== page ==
3 Rules from the Football world that can be introduced in Cricket!
There are many such rules which distinguish the game of cricket from the fast and furious game of football.
Updated - May 2, 2022 2:22 pm
Sports which are popular across the globe with over four billion fans, and a game that is widely popular in the UK and some of its colonies, precisely India, Pakistan, and Australia with around 2.5 billion fans all over the world. Yes, we are talking about the sports which are debated the most among their fans due to their popularity across the universe, football and cricket.
The ‘not-so-gentleman’s’ game, football, lasts for just 90 minutes on one hand, whereas even the shortest recognized international format in the gentleman’s game goes just beyond three hours any day.
There are many such rules which distinguish the game of cricket from the fast and furious game of football. There are three such rules from football, if introduced in cricket, can increase the excitement levels of cricket fans greatly.
Let’s loook at those norms:
Rule 1 – Introduction of red and yellow cards
Can the cricket fans imagine a situation where Mitchell Starc throws the ball at Kieron Pollard and Pollard returns the favour with an attempted throw of the bat and the on-field umpire draws a red card from his pocket and restricts both the players from further participation in the game! Well, that would be some dramatic scene to watch on a cricket field. Yes, this is one rule which can take the gentleman’s game a notch up while disrupting the balance of the side with a player short for the rest of the game.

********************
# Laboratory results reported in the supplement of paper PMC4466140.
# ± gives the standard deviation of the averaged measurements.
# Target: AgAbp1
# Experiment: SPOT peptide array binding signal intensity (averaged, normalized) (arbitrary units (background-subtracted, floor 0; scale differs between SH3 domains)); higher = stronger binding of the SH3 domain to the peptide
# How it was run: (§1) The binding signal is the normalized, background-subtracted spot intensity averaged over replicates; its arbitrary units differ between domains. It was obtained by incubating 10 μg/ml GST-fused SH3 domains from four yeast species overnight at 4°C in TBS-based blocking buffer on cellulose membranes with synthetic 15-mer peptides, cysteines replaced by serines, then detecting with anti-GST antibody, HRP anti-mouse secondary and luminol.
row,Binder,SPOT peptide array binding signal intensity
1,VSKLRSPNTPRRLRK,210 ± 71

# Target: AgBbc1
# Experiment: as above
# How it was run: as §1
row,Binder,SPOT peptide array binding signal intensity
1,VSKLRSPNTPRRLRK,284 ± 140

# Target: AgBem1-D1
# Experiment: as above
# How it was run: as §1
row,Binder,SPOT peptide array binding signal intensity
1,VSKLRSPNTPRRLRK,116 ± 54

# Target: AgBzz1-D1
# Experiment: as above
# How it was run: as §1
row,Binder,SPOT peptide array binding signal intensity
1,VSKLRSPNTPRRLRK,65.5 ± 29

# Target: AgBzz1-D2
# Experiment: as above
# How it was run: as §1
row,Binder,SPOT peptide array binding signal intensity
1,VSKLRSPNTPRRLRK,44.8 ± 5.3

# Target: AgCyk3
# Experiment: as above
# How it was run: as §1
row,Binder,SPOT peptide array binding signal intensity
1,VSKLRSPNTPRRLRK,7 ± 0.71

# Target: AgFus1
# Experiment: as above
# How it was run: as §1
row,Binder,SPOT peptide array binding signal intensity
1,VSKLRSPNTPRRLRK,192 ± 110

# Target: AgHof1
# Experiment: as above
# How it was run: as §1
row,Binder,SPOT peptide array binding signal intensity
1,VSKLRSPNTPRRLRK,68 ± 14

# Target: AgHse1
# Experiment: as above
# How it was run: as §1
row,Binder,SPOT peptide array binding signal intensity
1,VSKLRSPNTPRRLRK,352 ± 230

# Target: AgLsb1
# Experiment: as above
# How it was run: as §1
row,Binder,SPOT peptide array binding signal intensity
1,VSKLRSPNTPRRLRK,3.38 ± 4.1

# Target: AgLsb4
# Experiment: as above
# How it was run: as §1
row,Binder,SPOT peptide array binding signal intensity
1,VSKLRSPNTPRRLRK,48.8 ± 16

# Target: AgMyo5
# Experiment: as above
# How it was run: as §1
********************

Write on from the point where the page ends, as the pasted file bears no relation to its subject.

The yellow/red card rule is used to good effect in football, where any player who goes beyond the boundaries of rules and code of conduct, is served with either a yellow card for a minor offence or a red card for a serious one. The player is then banned from further participation in that particular game, or in case of serious offenders the ban is extended to upcoming games as well.
The gentleman’s game gets quite ugly on the field with players losing their cool under pressure and this rule might just safeguard the integrity of the game. Also, the suspension from the ongoing game would make it even more interesting for the spectators to see what happens if a fielding team defends a score with only ten players on the field instead of 11. Well, that would be some spectacle.